- WEB EXCLUSIVE
- PE COFFEEHAUS
The EPA revised its air quality monitoring requirements for lead in 2008, at the same time the agency tightened the national air quality standards for lead for the first time in 30 years. The current rule requires air quality monitoring in areas where any industry emits at least one ton of lead to the air each year, and in the 101 urban areas with populations of 500,000 or more.
The EPA said it will consider whether additional monitoring near industrial sources of lead is warranted. The agency also will reconsider the monitoring requirements for urban areas as part of its review. The EPA is not reconsidering the lead standards.
"We have a fundamental responsibility to protect every child from environmental threats, especially contaminants like lead that can cause behavioral and learning disabilities and create a lifetime of challenges," said EPA Administrator Lisa P. Jackson. "We're putting in place rigorous standards to prevent contamination. To make them fully effective, we need close interaction and monitoring in the communities where harmful levels of airborne lead are most likely to be found."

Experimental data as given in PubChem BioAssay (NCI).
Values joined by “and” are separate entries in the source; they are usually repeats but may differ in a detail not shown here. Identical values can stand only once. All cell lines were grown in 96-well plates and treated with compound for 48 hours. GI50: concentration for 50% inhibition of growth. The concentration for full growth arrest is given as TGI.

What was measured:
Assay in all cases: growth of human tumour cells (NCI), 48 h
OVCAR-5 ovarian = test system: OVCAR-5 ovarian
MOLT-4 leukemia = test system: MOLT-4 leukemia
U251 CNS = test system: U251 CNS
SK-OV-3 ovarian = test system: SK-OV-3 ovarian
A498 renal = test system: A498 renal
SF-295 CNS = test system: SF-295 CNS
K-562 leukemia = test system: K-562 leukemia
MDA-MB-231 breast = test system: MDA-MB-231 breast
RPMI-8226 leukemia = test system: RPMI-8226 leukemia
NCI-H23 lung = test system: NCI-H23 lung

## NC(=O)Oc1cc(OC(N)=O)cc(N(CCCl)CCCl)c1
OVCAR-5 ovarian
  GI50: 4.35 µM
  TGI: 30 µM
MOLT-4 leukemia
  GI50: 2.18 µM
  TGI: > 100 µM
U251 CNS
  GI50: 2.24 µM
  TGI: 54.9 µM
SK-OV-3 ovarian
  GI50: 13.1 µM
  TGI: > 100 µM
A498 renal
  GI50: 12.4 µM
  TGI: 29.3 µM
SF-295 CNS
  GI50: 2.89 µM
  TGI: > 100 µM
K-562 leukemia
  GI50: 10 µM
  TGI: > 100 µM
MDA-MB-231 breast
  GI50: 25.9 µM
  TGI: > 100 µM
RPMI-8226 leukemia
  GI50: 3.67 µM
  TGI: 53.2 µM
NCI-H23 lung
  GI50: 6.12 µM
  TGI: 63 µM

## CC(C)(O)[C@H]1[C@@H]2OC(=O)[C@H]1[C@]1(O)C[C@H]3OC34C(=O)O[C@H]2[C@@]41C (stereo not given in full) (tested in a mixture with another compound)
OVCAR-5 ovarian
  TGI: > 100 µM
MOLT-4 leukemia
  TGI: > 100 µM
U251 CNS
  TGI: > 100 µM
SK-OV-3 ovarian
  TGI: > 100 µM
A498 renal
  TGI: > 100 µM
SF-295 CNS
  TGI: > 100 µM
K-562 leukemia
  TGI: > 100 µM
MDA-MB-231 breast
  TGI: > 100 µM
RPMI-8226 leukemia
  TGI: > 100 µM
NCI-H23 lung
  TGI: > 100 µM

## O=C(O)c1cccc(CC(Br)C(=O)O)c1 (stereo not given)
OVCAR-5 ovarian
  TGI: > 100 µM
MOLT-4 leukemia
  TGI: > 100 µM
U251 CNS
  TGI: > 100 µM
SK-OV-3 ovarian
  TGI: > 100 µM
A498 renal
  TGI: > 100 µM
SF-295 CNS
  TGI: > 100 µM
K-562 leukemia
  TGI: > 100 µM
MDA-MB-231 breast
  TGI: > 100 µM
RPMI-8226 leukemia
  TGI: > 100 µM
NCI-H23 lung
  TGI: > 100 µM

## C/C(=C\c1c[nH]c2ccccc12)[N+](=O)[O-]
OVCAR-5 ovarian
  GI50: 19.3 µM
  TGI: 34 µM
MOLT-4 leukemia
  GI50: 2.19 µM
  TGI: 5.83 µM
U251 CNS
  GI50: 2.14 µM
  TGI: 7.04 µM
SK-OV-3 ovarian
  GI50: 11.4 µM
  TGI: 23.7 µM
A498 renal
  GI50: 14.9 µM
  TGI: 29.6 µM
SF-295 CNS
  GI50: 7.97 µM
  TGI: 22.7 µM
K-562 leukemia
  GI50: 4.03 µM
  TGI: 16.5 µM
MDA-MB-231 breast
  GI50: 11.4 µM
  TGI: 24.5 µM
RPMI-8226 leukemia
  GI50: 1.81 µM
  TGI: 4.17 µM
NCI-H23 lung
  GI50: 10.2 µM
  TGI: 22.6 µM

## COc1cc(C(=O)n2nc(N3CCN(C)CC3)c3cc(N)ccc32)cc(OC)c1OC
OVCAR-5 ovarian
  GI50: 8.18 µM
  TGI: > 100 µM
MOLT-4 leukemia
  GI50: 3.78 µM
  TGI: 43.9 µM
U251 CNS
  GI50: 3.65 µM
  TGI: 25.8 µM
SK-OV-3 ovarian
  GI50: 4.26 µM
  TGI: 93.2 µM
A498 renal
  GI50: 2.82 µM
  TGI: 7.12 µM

The reconsideration will not delay implementation of the 2008 lead standards, the agency noted. The EPA will issue a proposal and take public comment before deciding whether to revise the lead monitoring requirements. The agency anticipates issuing a proposal for public review and comment later this summer, and a final rule in early spring 2010.